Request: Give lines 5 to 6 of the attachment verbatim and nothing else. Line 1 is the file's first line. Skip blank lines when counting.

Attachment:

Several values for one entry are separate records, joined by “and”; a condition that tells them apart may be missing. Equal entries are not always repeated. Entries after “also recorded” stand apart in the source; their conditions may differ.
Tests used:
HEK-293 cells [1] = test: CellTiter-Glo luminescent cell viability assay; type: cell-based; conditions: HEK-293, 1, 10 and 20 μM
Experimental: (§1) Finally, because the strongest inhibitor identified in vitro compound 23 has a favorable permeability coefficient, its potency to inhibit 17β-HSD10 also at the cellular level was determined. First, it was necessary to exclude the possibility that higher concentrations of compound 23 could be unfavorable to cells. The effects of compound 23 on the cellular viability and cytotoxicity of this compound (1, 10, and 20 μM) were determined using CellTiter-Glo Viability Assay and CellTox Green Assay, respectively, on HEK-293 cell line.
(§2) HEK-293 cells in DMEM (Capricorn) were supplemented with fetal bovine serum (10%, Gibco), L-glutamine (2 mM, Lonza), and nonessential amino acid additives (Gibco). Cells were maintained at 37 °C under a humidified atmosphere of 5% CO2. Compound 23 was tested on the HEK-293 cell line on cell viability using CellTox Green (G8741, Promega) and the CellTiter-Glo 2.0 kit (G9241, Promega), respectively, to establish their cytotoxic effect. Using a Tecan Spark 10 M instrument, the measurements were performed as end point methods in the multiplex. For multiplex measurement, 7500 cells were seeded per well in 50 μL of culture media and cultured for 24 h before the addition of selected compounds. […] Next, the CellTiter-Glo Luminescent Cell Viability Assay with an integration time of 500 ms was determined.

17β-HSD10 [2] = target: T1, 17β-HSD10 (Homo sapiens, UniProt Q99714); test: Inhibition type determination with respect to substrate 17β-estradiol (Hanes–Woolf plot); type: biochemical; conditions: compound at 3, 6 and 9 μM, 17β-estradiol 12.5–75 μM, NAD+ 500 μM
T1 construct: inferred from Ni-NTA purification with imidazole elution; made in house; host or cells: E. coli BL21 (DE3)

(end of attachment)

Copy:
(§2) HEK-293 cells in DMEM (Capricorn) were supplemented with fetal bovine serum (10%, Gibco), L-glutamine (2 mM, Lonza), and nonessential amino acid additives (Gibco). Cells were maintained at 37 °C under a humidified atmosphere of 5% CO2. Compound 23 was tested on the HEK-293 cell line on cell viability using CellTox Green (G8741, Promega) and the CellTiter-Glo 2.0 kit (G9241, Promega), respectively, to establish their cytotoxic effect. Using a Tecan Spark 10 M instrument, the measurements were performed as end point methods in the multiplex. For multiplex measurement, 7500 cells were seeded per well in 50 μL of culture media and cultured for 24 h before the addition of selected compounds. […] Next, the CellTiter-Glo Luminescent Cell Viability Assay with an integration time of 500 ms was determined.

17β-HSD10 [2] = target: T1, 17β-HSD10 (Homo sapiens, UniProt Q99714); test: Inhibition type determination with respect to substrate 17β-estradiol (Hanes–Woolf plot); type: biochemical; conditions: compound at 3, 6 and 9 μM, 17β-estradiol 12.5–75 μM, NAD+ 500 μM